Just the Beginning

The Cowboys' 2004 season might as well be called the season of Bill Parcells' discontent. <BR>

He seemingly made all the wrong moves from the beginning.

He promised following the surprising 2003 season that he would leave no stone unturned in improving the Cowboys for 2004. Yet Parcells didn't go far enough in improving the team. Either he didn't want to spend Jerry Jones' money or he thought the Cowboys were further along than they actually were. It was probably a little bit of both.

But his decision to not address the right cornerback position and instead go into the season with unproven players haunted the Cowboys throughout.

Several other players he deemed ready for breakout years did not live up to expectations and they Cowboys were mistake prone and unfocused from training camp to the end of the season.

Parcells was at wits end at times and even thought about retiring because he had no answers on how to reach the Cowboys and get them to behave as he wanted them to.

The end result was a Cowboys team that took a step back, going from 10-6 in 2003 to 6-10 in 2004. It was the first time since Parcells became a head coach his team has not improved from the first year to the second. It certainly the first time the team took a step back.

The highlights of the season were the play of second year tight end Jason Witten, who developed into a Pro Bowler and rookie running back Julius Jones.

Jones started the final seven games of the season after overcoming a shoulder injury, topping the 100-yard barrier three times and scoring seven touchdowns.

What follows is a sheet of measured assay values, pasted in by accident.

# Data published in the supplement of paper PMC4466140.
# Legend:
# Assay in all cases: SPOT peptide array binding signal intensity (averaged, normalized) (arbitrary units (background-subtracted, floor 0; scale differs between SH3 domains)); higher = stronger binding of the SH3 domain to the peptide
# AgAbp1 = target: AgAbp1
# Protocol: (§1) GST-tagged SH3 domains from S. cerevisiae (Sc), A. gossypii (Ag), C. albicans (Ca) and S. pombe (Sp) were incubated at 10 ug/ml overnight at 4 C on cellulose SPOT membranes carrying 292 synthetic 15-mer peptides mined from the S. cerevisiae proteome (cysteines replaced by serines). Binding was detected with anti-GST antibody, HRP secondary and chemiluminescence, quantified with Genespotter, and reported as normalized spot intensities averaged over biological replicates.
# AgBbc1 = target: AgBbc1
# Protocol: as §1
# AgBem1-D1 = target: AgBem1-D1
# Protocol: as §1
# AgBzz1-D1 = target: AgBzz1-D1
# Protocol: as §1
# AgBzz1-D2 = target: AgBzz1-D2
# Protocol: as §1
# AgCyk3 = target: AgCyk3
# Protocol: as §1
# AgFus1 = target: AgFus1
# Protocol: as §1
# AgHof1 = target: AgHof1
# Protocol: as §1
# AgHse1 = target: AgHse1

The lowlights were the decision to cut quarterback Quincy Carter in the preseason, forcing the Cowboys to start aging Vinny Testaverde. Testaverde was mediocre at best, throwing 17 touchdowns compared to 20 interceptions.

The Cowboys also did not learn anything about rookie quarterback Drew Henson for the future.

The Cowboys defense was the biggest source of frustration. The Cowboys had no playmakers on defense and they gave up big play after big play.

Parcells told the team at the end of the season that their will be changes in 2005.

He plans to go back to being the bad guy to the media.

He plans to bring in players act and behave as he expects on the football field.

The Cowboys have $18-to-$20 million in salary cap space to work with. They also have two first round draft picks, thanks to the last season's trade with Buffalo Bills. The Cowboys have their 11th pick and the Bills' 20th pick in the first round.

The Cowboys must fill holes across the board. They need a speed receiver to stretch the field and another complementary running back to share time with Jones. They need help at guard, tackle defensive end, defensive tackle, cornerback and safety. A catalytic player on the line to create sacks and force turnovers is a high priority.

Because Parcells is toying with idea of shifting from the 4-3 to the 3-4 on defense, they may have to make wholesale changes at linebacker.

The Cowboys could also be making coaching changes. Tight ends coach Tony Sporano has replaced the fired George Warhop as the offensive line coach. The Cowboys also fired Steve Hoffman. He will not be replaced. Special teams coach Bruce DeHaven will handle the kickers. The Cowboys may add another coach to handle tight ends.

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